Analysis of efficient markets

Analysis of efficient markets A simple trading model is presented in which Bayes’ rule is used to aggregate traders’ forecasts about risky assets’ future returns. In this financial market, Bayes’ rule operates like an omnipotent market-maker performing functions that in 1776 Adam Smith attributed to an “invisible hand.” We have analyzed two distinct cases: in the first scenario, the traders’ forecast errors are uncorrelated, and in the second scenario, the traders’ forecast errors are correlated. The contribution of our paper is fourfold: first, we prove that the “efficient market” mean-return can be expressed as a complex linear combination of the traders’ forecasts. The weights depend on the forecast variances, as well as on the correlations among the traders’ forecasts. Second we show that the “efficient” variance is equal to the inverse of the sum of the traders’ precision errors, and is also related to the correlations among the traders’ forecast errors. Third, we prove that the efficient market return is the best linear minimum variance estimator (BLMVE) of the security’s mean return (in the sense that it minimizes the sum of the traders’ mean squared forecast errors). Thus, an efficient market aggregates traders’ heterogeneous information in an optimal way. Fourth, we prove that an efficient market produces a mean return (price) as a Blackwell sufficient (most informative) experiment among all possible aggregated expected return (price) forecasts. http://www.deepdyve.com/assets/images/DeepDyve-Logo-lg.png Review of Quantitative Finance and Accounting Springer Journals
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Publisher
Springer US
Copyright
Copyright © 2010 by Springer Science+Business Media, LLC
Subject
Finance; Corporate Finance; Accounting/Auditing; Econometrics; Operation Research/Decision Theory
ISSN
0924-865X
eISSN
1573-7179
D.O.I.
10.1007/s11156-010-0178-z
Publisher site
See Article on Publisher Site

Abstract

A simple trading model is presented in which Bayes’ rule is used to aggregate traders’ forecasts about risky assets’ future returns. In this financial market, Bayes’ rule operates like an omnipotent market-maker performing functions that in 1776 Adam Smith attributed to an “invisible hand.” We have analyzed two distinct cases: in the first scenario, the traders’ forecast errors are uncorrelated, and in the second scenario, the traders’ forecast errors are correlated. The contribution of our paper is fourfold: first, we prove that the “efficient market” mean-return can be expressed as a complex linear combination of the traders’ forecasts. The weights depend on the forecast variances, as well as on the correlations among the traders’ forecasts. Second we show that the “efficient” variance is equal to the inverse of the sum of the traders’ precision errors, and is also related to the correlations among the traders’ forecast errors. Third, we prove that the efficient market return is the best linear minimum variance estimator (BLMVE) of the security’s mean return (in the sense that it minimizes the sum of the traders’ mean squared forecast errors). Thus, an efficient market aggregates traders’ heterogeneous information in an optimal way. Fourth, we prove that an efficient market produces a mean return (price) as a Blackwell sufficient (most informative) experiment among all possible aggregated expected return (price) forecasts.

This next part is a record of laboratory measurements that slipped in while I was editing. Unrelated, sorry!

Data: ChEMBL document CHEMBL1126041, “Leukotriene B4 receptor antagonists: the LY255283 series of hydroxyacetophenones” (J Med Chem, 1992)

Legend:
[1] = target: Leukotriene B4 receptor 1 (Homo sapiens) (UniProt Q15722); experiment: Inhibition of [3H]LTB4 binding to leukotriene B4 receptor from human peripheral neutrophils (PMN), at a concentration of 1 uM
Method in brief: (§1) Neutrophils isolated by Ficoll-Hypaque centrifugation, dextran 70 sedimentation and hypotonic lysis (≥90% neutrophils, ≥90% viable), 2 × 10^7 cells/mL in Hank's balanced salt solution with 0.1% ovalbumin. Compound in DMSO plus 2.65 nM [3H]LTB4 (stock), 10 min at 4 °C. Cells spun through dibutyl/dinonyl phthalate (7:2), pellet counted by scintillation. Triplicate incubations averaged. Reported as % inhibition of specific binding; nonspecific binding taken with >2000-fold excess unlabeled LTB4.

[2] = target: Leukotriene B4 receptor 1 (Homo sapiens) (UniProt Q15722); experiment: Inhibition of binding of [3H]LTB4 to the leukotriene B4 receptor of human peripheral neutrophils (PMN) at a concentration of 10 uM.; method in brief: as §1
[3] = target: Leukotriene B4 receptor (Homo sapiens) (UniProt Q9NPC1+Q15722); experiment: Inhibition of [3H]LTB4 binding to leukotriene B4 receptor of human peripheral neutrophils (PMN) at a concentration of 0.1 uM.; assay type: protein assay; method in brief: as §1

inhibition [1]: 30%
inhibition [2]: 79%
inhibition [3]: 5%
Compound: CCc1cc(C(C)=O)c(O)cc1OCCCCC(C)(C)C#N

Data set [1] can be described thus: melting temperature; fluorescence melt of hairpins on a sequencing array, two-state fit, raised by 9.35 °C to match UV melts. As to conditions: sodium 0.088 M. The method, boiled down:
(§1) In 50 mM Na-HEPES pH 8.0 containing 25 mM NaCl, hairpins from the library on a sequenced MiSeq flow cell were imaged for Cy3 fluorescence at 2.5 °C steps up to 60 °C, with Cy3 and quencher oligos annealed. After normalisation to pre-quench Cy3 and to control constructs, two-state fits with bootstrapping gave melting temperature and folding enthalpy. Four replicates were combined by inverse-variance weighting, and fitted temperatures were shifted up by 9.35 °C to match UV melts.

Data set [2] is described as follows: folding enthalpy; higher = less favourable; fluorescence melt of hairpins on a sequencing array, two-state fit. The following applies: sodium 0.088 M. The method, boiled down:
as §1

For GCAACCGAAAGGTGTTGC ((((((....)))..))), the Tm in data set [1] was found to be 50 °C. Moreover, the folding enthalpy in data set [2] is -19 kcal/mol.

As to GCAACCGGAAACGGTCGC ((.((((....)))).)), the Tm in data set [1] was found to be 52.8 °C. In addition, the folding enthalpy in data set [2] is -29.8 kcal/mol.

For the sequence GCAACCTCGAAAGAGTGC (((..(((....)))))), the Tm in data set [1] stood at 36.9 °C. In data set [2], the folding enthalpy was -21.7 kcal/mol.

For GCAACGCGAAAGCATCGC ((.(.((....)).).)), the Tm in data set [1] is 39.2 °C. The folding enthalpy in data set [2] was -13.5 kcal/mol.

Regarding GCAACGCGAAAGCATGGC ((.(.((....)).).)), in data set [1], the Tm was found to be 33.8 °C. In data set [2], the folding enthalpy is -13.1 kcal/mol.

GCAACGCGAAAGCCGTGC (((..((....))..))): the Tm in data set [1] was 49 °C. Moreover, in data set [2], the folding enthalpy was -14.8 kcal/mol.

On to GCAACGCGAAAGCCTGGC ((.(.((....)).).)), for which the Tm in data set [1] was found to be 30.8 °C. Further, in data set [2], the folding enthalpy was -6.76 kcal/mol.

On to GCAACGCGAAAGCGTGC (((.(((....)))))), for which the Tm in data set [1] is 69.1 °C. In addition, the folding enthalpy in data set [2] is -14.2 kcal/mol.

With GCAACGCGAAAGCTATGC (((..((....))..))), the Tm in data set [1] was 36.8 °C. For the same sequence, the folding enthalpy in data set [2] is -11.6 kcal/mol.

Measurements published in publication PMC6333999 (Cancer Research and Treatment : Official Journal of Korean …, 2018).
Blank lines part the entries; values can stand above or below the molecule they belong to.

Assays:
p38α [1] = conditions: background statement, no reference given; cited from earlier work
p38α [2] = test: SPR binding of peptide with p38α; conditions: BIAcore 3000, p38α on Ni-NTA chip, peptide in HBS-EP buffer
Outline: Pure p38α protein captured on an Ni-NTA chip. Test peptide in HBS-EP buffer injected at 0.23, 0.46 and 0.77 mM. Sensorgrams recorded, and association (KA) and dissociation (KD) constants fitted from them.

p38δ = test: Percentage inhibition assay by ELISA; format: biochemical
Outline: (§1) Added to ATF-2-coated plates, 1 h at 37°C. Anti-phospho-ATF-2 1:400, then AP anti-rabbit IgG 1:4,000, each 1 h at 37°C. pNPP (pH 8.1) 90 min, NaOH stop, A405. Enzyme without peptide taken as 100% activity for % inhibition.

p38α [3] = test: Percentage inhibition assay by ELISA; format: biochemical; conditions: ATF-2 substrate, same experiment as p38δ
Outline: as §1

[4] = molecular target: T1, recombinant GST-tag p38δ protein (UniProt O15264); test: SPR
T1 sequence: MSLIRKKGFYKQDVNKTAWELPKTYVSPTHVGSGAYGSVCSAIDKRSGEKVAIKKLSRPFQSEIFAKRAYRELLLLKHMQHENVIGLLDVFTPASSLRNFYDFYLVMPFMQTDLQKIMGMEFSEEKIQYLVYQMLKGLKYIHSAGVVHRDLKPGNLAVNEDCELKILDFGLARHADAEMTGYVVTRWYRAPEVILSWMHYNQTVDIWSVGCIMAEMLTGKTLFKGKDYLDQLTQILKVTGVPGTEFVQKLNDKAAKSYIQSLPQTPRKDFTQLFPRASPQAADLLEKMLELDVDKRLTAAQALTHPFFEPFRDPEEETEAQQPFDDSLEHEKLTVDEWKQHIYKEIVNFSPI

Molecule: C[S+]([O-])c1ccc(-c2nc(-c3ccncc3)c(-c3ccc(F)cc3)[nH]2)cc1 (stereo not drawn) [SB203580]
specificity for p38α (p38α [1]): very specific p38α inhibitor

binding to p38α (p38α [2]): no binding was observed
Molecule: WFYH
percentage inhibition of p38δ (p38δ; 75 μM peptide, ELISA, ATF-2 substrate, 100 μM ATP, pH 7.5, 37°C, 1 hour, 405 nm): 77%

Journal

Review of Quantitative Finance and AccountingSpringer Journals

Published: Apr 20, 2010

References

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